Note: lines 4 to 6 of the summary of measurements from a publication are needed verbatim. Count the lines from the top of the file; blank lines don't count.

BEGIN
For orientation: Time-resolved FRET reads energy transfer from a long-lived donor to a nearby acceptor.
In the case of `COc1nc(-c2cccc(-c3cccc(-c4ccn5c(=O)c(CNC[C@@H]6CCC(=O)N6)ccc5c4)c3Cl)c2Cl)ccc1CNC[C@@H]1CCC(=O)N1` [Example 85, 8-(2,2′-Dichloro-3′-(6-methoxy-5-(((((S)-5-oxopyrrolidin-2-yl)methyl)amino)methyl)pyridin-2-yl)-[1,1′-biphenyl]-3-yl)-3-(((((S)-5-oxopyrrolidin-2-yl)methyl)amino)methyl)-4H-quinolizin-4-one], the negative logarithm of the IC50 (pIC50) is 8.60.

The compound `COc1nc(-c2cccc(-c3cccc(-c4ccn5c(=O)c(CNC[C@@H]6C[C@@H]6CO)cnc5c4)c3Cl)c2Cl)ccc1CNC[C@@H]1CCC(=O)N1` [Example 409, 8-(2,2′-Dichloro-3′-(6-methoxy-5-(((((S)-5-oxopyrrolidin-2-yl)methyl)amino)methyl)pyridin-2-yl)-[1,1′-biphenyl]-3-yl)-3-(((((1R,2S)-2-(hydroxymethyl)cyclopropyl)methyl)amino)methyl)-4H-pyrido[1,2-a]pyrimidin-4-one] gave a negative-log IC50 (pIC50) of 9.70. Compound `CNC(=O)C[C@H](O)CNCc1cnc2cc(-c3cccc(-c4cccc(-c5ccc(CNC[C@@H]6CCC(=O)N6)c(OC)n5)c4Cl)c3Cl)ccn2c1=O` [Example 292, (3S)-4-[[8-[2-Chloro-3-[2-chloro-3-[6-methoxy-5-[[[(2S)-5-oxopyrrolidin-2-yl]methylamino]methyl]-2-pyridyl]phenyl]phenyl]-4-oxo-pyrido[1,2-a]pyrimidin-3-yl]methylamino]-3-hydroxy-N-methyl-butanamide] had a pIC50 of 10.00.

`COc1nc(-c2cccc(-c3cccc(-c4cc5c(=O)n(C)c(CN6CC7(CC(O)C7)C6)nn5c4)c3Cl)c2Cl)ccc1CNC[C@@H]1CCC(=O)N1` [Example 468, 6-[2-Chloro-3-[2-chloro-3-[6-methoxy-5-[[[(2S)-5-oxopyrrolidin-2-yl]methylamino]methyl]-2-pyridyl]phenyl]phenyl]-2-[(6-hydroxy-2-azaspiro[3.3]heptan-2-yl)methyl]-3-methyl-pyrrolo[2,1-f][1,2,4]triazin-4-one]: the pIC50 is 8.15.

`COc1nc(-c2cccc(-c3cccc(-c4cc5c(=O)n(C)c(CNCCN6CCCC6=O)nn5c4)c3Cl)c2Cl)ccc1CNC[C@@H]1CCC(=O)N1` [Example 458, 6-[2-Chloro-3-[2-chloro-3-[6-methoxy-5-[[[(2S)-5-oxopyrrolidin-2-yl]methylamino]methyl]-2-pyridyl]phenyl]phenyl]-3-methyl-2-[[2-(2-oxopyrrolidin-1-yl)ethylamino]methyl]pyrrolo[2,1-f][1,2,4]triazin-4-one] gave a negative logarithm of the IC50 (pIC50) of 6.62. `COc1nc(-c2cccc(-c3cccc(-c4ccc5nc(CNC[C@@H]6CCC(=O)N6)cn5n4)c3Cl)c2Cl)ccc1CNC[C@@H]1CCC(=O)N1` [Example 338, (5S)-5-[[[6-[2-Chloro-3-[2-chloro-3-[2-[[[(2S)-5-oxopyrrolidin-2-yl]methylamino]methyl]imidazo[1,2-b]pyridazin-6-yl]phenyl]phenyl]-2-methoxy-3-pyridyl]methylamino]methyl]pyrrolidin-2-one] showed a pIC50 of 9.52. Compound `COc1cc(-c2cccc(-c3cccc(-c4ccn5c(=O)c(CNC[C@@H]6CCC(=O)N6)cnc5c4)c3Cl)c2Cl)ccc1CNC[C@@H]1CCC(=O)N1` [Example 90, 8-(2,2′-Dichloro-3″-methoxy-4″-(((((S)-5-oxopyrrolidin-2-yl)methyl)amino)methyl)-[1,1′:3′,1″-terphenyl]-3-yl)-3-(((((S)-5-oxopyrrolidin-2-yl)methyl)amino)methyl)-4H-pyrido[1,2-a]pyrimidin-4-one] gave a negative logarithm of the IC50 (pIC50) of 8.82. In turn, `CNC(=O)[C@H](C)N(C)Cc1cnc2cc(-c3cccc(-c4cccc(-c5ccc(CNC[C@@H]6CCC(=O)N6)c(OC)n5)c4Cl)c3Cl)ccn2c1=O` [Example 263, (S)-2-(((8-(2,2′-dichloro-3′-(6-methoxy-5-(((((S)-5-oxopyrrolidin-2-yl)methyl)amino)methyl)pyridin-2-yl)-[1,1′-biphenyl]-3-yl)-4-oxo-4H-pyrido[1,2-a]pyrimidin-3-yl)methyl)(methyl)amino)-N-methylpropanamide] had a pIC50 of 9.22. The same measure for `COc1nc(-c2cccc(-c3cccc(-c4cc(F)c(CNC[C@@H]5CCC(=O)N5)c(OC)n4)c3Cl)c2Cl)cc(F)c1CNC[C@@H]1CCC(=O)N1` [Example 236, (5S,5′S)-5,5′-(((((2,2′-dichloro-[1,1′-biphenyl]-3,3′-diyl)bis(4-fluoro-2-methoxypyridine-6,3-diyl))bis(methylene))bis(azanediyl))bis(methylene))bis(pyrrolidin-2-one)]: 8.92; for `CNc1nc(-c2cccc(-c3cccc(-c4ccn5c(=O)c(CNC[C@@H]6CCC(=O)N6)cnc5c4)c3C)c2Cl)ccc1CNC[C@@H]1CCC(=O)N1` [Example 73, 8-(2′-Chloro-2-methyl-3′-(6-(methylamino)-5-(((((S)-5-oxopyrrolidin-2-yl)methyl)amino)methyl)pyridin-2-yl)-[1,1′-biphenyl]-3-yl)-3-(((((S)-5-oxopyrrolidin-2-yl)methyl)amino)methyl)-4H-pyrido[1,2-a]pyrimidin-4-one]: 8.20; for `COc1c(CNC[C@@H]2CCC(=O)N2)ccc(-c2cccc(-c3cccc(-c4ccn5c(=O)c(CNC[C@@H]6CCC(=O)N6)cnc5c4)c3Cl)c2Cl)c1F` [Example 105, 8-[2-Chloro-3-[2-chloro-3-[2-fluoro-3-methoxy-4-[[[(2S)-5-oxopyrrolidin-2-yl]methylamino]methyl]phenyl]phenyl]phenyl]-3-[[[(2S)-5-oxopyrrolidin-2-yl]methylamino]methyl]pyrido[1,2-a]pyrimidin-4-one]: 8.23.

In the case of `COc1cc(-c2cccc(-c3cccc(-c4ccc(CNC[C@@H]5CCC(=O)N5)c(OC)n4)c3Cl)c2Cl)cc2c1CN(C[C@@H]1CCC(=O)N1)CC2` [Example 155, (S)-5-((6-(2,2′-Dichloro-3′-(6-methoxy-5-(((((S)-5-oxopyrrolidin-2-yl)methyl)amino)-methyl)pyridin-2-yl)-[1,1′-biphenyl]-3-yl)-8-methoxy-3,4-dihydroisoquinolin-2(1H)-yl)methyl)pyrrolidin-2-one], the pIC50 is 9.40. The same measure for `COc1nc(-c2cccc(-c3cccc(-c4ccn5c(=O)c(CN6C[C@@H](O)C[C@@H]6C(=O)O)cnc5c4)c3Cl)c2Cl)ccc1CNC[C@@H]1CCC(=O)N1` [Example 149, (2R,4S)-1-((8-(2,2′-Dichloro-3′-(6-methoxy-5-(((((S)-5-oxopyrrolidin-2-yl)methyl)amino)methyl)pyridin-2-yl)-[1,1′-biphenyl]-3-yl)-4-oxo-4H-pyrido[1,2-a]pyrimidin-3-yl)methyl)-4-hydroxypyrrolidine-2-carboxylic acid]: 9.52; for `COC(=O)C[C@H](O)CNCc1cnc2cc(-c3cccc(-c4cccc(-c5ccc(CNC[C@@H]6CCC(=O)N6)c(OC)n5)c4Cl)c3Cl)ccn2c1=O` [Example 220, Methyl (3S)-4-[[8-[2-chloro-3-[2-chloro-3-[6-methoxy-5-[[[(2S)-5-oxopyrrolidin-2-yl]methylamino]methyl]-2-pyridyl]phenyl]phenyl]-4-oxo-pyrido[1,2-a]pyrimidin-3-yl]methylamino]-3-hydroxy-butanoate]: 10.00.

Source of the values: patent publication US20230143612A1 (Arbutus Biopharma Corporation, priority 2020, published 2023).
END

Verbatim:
`COc1nc(-c2cccc(-c3cccc(-c4cc5c(=O)n(C)c(CN6CC7(CC(O)C7)C6)nn5c4)c3Cl)c2Cl)ccc1CNC[C@@H]1CCC(=O)N1` [Example 468, 6-[2-Chloro-3-[2-chloro-3-[6-methoxy-5-[[[(2S)-5-oxopyrrolidin-2-yl]methylamino]methyl]-2-pyridyl]phenyl]phenyl]-2-[(6-hydroxy-2-azaspiro[3.3]heptan-2-yl)methyl]-3-methyl-pyrrolo[2,1-f][1,2,4]triazin-4-one]: the pIC50 is 8.15.

`COc1nc(-c2cccc(-c3cccc(-c4cc5c(=O)n(C)c(CNCCN6CCCC6=O)nn5c4)c3Cl)c2Cl)ccc1CNC[C@@H]1CCC(=O)N1` [Example 458, 6-[2-Chloro-3-[2-chloro-3-[6-methoxy-5-[[[(2S)-5-oxopyrrolidin-2-yl]methylamino]methyl]-2-pyridyl]phenyl]phenyl]-3-methyl-2-[[2-(2-oxopyrrolidin-1-yl)ethylamino]methyl]pyrrolo[2,1-f][1,2,4]triazin-4-one] gave a negative logarithm of the IC50 (pIC50) of 6.62. `COc1nc(-c2cccc(-c3cccc(-c4ccc5nc(CNC[C@@H]6CCC(=O)N6)cn5n4)c3Cl)c2Cl)ccc1CNC[C@@H]1CCC(=O)N1` [Example 338, (5S)-5-[[[6-[2-Chloro-3-[2-chloro-3-[2-[[[(2S)-5-oxopyrrolidin-2-yl]methylamino]methyl]imidazo[1,2-b]pyridazin-6-yl]phenyl]phenyl]-2-methoxy-3-pyridyl]methylamino]methyl]pyrrolidin-2-one] showed a pIC50 of 9.52. Compound `COc1cc(-c2cccc(-c3cccc(-c4ccn5c(=O)c(CNC[C@@H]6CCC(=O)N6)cnc5c4)c3Cl)c2Cl)ccc1CNC[C@@H]1CCC(=O)N1` [Example 90, 8-(2,2′-Dichloro-3″-methoxy-4″-(((((S)-5-oxopyrrolidin-2-yl)methyl)amino)methyl)-[1,1′:3′,1″-terphenyl]-3-yl)-3-(((((S)-5-oxopyrrolidin-2-yl)methyl)amino)methyl)-4H-pyrido[1,2-a]pyrimidin-4-one] gave a negative logarithm of the IC50 (pIC50) of 8.82. In turn, `CNC(=O)[C@H](C)N(C)Cc1cnc2cc(-c3cccc(-c4cccc(-c5ccc(CNC[C@@H]6CCC(=O)N6)c(OC)n5)c4Cl)c3Cl)ccn2c1=O` [Example 263, (S)-2-(((8-(2,2′-dichloro-3′-(6-methoxy-5-(((((S)-5-oxopyrrolidin-2-yl)methyl)amino)methyl)pyridin-2-yl)-[1,1′-biphenyl]-3-yl)-4-oxo-4H-pyrido[1,2-a]pyrimidin-3-yl)methyl)(methyl)amino)-N-methylpropanamide] had a pIC50 of 9.22. The same measure for `COc1nc(-c2cccc(-c3cccc(-c4cc(F)c(CNC[C@@H]5CCC(=O)N5)c(OC)n4)c3Cl)c2Cl)cc(F)c1CNC[C@@H]1CCC(=O)N1` [Example 236, (5S,5′S)-5,5′-(((((2,2′-dichloro-[1,1′-biphenyl]-3,3′-diyl)bis(4-fluoro-2-methoxypyridine-6,3-diyl))bis(methylene))bis(azanediyl))bis(methylene))bis(pyrrolidin-2-one)]: 8.92; for `CNc1nc(-c2cccc(-c3cccc(-c4ccn5c(=O)c(CNC[C@@H]6CCC(=O)N6)cnc5c4)c3C)c2Cl)ccc1CNC[C@@H]1CCC(=O)N1` [Example 73, 8-(2′-Chloro-2-methyl-3′-(6-(methylamino)-5-(((((S)-5-oxopyrrolidin-2-yl)methyl)amino)methyl)pyridin-2-yl)-[1,1′-biphenyl]-3-yl)-3-(((((S)-5-oxopyrrolidin-2-yl)methyl)amino)methyl)-4H-pyrido[1,2-a]pyrimidin-4-one]: 8.20; for `COc1c(CNC[C@@H]2CCC(=O)N2)ccc(-c2cccc(-c3cccc(-c4ccn5c(=O)c(CNC[C@@H]6CCC(=O)N6)cnc5c4)c3Cl)c2Cl)c1F` [Example 105, 8-[2-Chloro-3-[2-chloro-3-[2-fluoro-3-methoxy-4-[[[(2S)-5-oxopyrrolidin-2-yl]methylamino]methyl]phenyl]phenyl]phenyl]-3-[[[(2S)-5-oxopyrrolidin-2-yl]methylamino]methyl]pyrido[1,2-a]pyrimidin-4-one]: 8.23.

In the case of `COc1cc(-c2cccc(-c3cccc(-c4ccc(CNC[C@@H]5CCC(=O)N5)c(OC)n4)c3Cl)c2Cl)cc2c1CN(C[C@@H]1CCC(=O)N1)CC2` [Example 155, (S)-5-((6-(2,2′-Dichloro-3′-(6-methoxy-5-(((((S)-5-oxopyrrolidin-2-yl)methyl)amino)-methyl)pyridin-2-yl)-[1,1′-biphenyl]-3-yl)-8-methoxy-3,4-dihydroisoquinolin-2(1H)-yl)methyl)pyrrolidin-2-one], the pIC50 is 9.40. The same measure for `COc1nc(-c2cccc(-c3cccc(-c4ccn5c(=O)c(CN6C[C@@H](O)C[C@@H]6C(=O)O)cnc5c4)c3Cl)c2Cl)ccc1CNC[C@@H]1CCC(=O)N1` [Example 149, (2R,4S)-1-((8-(2,2′-Dichloro-3′-(6-methoxy-5-(((((S)-5-oxopyrrolidin-2-yl)methyl)amino)methyl)pyridin-2-yl)-[1,1′-biphenyl]-3-yl)-4-oxo-4H-pyrido[1,2-a]pyrimidin-3-yl)methyl)-4-hydroxypyrrolidine-2-carboxylic acid]: 9.52; for `COC(=O)C[C@H](O)CNCc1cnc2cc(-c3cccc(-c4cccc(-c5ccc(CNC[C@@H]6CCC(=O)N6)c(OC)n5)c4Cl)c3Cl)ccn2c1=O` [Example 220, Methyl (3S)-4-[[8-[2-chloro-3-[2-chloro-3-[6-methoxy-5-[[[(2S)-5-oxopyrrolidin-2-yl]methylamino]methyl]-2-pyridyl]phenyl]phenyl]-4-oxo-pyrido[1,2-a]pyrimidin-3-yl]methylamino]-3-hydroxy-butanoate]: 10.00.